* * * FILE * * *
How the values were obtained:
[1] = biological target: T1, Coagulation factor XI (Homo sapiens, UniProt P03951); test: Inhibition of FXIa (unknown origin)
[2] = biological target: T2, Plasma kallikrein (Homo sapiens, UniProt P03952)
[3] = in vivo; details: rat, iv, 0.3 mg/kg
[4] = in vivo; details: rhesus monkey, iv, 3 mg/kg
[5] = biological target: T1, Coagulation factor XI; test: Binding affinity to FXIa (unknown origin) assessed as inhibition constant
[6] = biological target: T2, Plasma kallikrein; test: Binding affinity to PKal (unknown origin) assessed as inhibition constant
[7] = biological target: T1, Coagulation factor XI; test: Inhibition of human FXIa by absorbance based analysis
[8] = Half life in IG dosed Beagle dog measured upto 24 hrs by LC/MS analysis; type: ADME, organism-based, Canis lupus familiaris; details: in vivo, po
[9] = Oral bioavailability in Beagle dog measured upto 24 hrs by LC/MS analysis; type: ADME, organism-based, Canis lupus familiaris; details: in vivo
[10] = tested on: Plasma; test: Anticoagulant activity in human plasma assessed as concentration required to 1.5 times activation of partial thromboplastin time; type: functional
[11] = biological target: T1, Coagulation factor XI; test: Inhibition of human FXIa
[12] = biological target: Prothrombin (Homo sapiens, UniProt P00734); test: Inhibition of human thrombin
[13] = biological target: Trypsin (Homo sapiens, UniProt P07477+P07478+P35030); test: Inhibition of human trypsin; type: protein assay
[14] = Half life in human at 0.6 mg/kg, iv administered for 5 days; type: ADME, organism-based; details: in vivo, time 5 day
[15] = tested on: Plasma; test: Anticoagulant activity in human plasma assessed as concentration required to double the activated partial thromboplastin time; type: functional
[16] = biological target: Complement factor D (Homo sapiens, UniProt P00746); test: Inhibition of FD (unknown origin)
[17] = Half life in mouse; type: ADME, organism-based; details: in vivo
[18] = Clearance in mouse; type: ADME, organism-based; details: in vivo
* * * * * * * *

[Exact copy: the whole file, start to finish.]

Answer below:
How the values were obtained:
[1] = biological target: T1, Coagulation factor XI (Homo sapiens, UniProt P03951); test: Inhibition of FXIa (unknown origin)
[2] = biological target: T2, Plasma kallikrein (Homo sapiens, UniProt P03952)
[3] = in vivo; details: rat, iv, 0.3 mg/kg
[4] = in vivo; details: rhesus monkey, iv, 3 mg/kg
[5] = biological target: T1, Coagulation factor XI; test: Binding affinity to FXIa (unknown origin) assessed as inhibition constant
[6] = biological target: T2, Plasma kallikrein; test: Binding affinity to PKal (unknown origin) assessed as inhibition constant
[7] = biological target: T1, Coagulation factor XI; test: Inhibition of human FXIa by absorbance based analysis
[8] = Half life in IG dosed Beagle dog measured upto 24 hrs by LC/MS analysis; type: ADME, organism-based, Canis lupus familiaris; details: in vivo, po
[9] = Oral bioavailability in Beagle dog measured upto 24 hrs by LC/MS analysis; type: ADME, organism-based, Canis lupus familiaris; details: in vivo
[10] = tested on: Plasma; test: Anticoagulant activity in human plasma assessed as concentration required to 1.5 times activation of partial thromboplastin time; type: functional
[11] = biological target: T1, Coagulation factor XI; test: Inhibition of human FXIa
[12] = biological target: Prothrombin (Homo sapiens, UniProt P00734); test: Inhibition of human thrombin
[13] = biological target: Trypsin (Homo sapiens, UniProt P07477+P07478+P35030); test: Inhibition of human trypsin; type: protein assay
[14] = Half life in human at 0.6 mg/kg, iv administered for 5 days; type: ADME, organism-based; details: in vivo, time 5 day
[15] = tested on: Plasma; test: Anticoagulant activity in human plasma assessed as concentration required to double the activated partial thromboplastin time; type: functional
[16] = biological target: Complement factor D (Homo sapiens, UniProt P00746); test: Inhibition of FD (unknown origin)
[17] = Half life in mouse; type: ADME, organism-based; details: in vivo
[18] = Clearance in mouse; type: ADME, organism-based; details: in vivo